The trove of Titanic artifacts headed to auction all belonged to fifth officer Harold G. Lowe — who saved dozens of lives on that ice-cold night in the Atlantic.
In April 1912, the RMS Titanic sank to the bottom of the Atlantic Ocean — taking over 1,500 passengers with it. An invaluable collection of items belonging to a heroic officer who survived that terrible shipwreck is now headed to auction.
According to Fox News, these items belonged to fifth officer Harold Lowe. Revered as one of the heroes of the tragic incident, Lowe not only potentially served as the literal whistleblower of the maritime disaster — but commanded the 14th lifeboat and rescued survivors from the icy waters.
After delivering the passengers on his lifeboat to safety, Lowe was the only officer to go back to the wreck to pull more survivors out of the water. In James Cameron’s movie version, he’s depicted as rescuing Kate Winslet’s Rose during this brave return.
Lowe, who was born in North Wales and respectfully portrayed by Welsh actor Ioan Gruffudd, was 29 at the time of his Atlantic heroics and remained a sailor after the incident. He died in 1944 at 61 years of age. This is the first time any of these items from his archive have been up for auction.
“Harold Lowe was without doubt one of the heroes of the Titanic disaster,” said auctioneer Andrew Aldridge of the British auction house in question, Henry Aldridge & Son. “As he loaded women and children in the lifeboats it is said he ordered J.Bruce Ismay, the managing director White Star Line, to get out of his way, telling him ‘you will have me drown the lot of them’, if he didn’t.”
No other officers dared turn back toward the wreck, as they feared desperate and freezing survivors would overwhelm the boats. Lowe’s unique bravery has been celebrated ever since, imbuing even his whistle with deep significance.
Though Aldridge is careful to note, “It is unknown if this was the whistle Officer Lowe had on Titanic, however it is without doubt his Officer’s whistle.”
The whistle, engraved “Lieutenant H.G. Lowe RNR” (Royal Naval Reserve), is listed with a pre-sale estimate of $2,526 to $3,788. The auction’s vast roster of items also includes a signed photo of the Titanic‘s officers aboard the rescue ship Carpathia, a telescope, and more.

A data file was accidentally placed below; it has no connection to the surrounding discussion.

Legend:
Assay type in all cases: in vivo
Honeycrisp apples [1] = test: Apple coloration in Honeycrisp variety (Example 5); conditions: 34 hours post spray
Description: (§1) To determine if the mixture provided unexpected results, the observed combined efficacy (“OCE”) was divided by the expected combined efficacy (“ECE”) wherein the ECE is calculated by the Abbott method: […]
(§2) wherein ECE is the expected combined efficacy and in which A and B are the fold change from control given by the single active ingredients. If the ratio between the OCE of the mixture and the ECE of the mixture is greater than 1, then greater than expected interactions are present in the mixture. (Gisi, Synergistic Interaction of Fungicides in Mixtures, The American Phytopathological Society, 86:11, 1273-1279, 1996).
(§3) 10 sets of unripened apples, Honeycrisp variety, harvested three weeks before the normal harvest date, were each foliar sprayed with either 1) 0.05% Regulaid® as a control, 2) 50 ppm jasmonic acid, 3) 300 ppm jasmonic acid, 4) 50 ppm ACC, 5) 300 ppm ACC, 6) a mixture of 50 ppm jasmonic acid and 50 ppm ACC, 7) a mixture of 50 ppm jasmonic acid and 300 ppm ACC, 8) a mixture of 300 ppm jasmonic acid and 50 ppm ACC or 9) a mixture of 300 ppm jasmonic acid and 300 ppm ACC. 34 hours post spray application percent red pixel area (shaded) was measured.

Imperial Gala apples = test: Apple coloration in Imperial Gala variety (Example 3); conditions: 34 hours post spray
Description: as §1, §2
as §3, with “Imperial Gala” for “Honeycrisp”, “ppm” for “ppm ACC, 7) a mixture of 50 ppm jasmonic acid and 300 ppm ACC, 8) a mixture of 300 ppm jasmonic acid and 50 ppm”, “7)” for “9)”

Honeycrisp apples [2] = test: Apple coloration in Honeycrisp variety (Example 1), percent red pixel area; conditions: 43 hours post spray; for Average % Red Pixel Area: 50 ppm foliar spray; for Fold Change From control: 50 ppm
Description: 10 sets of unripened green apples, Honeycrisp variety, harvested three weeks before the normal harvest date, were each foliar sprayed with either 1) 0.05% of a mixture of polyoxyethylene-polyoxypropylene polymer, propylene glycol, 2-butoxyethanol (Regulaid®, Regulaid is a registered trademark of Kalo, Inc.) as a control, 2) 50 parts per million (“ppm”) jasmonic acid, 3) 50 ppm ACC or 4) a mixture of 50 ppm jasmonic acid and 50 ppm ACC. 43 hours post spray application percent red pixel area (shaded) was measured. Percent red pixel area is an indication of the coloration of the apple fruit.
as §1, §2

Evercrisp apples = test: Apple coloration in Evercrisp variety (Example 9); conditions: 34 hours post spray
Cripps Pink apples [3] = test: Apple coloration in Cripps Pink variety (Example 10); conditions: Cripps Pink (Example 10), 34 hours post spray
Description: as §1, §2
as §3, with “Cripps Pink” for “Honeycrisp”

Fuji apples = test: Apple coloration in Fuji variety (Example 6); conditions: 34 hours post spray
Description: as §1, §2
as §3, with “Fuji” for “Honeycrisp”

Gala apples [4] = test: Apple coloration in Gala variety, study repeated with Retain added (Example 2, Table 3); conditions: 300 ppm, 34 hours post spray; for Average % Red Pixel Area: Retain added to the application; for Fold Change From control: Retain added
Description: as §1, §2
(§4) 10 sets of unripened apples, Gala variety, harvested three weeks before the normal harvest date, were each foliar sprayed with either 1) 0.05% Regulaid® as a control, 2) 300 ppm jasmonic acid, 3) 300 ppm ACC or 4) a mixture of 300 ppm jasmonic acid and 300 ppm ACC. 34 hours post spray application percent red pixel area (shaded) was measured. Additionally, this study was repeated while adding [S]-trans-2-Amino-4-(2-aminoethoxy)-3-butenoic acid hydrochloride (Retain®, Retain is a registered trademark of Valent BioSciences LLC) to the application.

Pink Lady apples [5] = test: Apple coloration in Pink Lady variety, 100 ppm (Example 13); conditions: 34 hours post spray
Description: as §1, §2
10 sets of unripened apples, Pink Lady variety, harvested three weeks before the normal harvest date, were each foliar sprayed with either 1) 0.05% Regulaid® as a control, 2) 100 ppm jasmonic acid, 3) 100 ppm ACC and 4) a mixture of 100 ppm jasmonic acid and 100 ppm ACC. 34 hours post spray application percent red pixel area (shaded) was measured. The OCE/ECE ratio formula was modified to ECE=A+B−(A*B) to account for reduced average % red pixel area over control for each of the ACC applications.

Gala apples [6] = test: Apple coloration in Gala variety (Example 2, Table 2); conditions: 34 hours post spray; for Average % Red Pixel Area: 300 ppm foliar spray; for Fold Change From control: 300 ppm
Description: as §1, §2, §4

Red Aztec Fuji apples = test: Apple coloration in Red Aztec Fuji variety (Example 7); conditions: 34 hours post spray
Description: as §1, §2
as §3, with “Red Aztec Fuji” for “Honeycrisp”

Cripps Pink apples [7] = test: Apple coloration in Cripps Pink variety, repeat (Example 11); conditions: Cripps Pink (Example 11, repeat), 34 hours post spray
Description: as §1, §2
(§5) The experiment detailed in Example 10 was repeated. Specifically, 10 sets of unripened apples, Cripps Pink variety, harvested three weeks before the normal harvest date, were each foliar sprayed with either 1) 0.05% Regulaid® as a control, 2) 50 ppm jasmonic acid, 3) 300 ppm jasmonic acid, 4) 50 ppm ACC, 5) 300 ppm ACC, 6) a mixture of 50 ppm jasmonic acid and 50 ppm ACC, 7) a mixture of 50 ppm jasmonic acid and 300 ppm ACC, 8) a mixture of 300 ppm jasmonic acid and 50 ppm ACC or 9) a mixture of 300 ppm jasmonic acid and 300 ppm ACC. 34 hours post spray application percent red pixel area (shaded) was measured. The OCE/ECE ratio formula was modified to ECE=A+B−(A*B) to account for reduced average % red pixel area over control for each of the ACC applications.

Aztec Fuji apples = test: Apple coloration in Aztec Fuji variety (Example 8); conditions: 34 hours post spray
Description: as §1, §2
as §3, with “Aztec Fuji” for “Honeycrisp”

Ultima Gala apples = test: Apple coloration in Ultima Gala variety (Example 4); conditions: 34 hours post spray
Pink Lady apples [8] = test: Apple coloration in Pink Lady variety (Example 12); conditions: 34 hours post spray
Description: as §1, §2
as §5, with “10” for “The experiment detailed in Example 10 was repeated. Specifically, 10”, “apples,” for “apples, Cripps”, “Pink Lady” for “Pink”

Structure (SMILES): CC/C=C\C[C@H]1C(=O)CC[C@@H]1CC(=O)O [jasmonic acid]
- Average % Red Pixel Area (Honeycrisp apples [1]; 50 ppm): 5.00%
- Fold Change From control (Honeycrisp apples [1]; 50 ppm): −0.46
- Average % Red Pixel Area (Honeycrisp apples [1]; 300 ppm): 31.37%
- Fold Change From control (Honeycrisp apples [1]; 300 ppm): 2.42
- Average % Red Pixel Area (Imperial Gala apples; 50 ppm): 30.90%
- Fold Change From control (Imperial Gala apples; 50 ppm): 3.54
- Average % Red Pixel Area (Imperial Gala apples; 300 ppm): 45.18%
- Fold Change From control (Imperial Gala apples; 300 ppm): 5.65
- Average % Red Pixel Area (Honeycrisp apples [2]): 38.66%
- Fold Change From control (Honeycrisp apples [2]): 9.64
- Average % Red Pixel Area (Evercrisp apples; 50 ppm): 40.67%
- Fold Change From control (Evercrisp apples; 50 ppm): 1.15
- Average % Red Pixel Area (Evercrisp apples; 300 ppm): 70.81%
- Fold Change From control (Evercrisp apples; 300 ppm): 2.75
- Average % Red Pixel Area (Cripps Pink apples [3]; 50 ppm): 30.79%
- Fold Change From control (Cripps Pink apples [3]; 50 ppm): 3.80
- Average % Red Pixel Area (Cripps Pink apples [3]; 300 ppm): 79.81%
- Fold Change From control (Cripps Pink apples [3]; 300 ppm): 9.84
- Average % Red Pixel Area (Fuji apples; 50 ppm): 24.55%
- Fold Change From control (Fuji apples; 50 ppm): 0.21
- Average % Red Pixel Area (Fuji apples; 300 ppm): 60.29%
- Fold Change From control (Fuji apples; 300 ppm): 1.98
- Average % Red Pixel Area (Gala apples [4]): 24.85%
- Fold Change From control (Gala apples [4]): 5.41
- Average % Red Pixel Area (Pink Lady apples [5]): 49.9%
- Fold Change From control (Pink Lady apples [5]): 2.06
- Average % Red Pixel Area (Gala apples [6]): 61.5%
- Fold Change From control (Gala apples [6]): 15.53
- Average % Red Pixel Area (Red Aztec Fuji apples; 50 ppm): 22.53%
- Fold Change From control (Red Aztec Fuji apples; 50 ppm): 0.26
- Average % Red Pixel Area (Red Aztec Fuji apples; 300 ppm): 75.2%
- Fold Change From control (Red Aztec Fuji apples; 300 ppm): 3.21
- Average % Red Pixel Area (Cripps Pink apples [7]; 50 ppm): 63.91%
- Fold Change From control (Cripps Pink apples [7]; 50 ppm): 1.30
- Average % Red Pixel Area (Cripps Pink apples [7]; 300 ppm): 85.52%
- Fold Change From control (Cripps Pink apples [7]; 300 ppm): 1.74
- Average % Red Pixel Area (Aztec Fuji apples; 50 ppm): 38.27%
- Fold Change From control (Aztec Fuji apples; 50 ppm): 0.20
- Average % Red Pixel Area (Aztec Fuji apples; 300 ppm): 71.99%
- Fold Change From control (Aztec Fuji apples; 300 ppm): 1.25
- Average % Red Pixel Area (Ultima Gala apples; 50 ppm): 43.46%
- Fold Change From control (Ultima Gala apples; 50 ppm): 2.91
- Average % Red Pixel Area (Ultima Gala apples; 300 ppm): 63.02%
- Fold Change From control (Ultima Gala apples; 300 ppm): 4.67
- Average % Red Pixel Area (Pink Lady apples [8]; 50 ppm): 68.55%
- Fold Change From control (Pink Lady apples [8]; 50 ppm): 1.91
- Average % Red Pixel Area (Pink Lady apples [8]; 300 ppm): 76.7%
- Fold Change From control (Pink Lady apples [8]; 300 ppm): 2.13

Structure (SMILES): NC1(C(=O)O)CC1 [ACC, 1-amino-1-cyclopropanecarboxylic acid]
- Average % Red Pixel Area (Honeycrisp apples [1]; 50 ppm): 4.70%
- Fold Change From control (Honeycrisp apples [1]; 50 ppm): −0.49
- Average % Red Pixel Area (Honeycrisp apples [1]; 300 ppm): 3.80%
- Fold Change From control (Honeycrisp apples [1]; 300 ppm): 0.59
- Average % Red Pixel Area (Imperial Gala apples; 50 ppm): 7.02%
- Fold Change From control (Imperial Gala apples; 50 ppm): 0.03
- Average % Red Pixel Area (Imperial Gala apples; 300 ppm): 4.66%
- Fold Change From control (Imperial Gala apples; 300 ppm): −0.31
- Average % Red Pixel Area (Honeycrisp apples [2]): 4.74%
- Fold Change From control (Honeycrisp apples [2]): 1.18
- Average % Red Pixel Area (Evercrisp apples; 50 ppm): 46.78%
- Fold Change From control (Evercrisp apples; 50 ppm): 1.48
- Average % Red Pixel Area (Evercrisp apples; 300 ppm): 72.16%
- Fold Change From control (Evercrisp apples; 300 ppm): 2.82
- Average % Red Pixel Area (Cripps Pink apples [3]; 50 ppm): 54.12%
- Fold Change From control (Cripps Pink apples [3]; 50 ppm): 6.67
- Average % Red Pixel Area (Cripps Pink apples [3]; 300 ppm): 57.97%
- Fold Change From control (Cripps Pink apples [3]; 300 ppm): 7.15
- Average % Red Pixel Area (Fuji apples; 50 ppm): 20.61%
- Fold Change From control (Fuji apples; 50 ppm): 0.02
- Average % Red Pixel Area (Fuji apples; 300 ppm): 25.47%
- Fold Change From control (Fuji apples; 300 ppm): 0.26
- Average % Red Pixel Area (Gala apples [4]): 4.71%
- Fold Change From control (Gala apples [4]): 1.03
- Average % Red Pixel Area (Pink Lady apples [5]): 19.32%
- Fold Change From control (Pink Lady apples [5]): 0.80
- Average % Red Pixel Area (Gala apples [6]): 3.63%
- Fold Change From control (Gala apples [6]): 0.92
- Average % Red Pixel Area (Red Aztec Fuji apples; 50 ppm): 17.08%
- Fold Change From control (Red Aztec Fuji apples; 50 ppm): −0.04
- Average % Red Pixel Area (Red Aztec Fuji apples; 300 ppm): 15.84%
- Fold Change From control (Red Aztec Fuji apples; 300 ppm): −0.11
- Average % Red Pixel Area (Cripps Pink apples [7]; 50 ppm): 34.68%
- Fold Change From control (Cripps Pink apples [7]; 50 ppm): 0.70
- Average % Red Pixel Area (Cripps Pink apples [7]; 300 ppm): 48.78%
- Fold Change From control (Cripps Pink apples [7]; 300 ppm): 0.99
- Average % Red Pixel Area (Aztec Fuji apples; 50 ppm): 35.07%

Lowe can be seen in a group photo being auctioned off along with his whistle. The group photo, taken aboard the Carpathia, shows 13 leading officers who survived.
This image is not only signed by all 13 men, but by the Carpathia‘s captain Arthur Rostron as well. It currently has a pre-sale estimate of $7,578 to $12,628 — a notably steep increase from the price of Lowe’s whistle.
The archive also includes a telescope given to Lowe by one of the survivors in abject gratitude, which was inscribed with “To Harold G. Lowe…The Real Hero of the Titanic.” It was gifted to Lowe by a woman who Lowe rescued from the sea that night.
Additionally, a watercolor that Lowe painted of the Titanic and his certificate of competency as a master of the ship are expected to fetch substantial sums.
“These items have never been seen or auctioned before,” said Aldridge. “Harold is venerated by the Titanic community as the officer who went back.”
All in all, the archive of items is expected to yield around $75,000 when the auction comes to a close on June 20, 2020. For a collection of a handful of items more than 108 years old, that’s rather remarkable.
After learning about the whistle of Titanic officer Harold G. Lowe and other items going up for auction, read up on some astounding Titanic facts you’ve never heard before. Then, watch the only footage of the Titanic before it sank.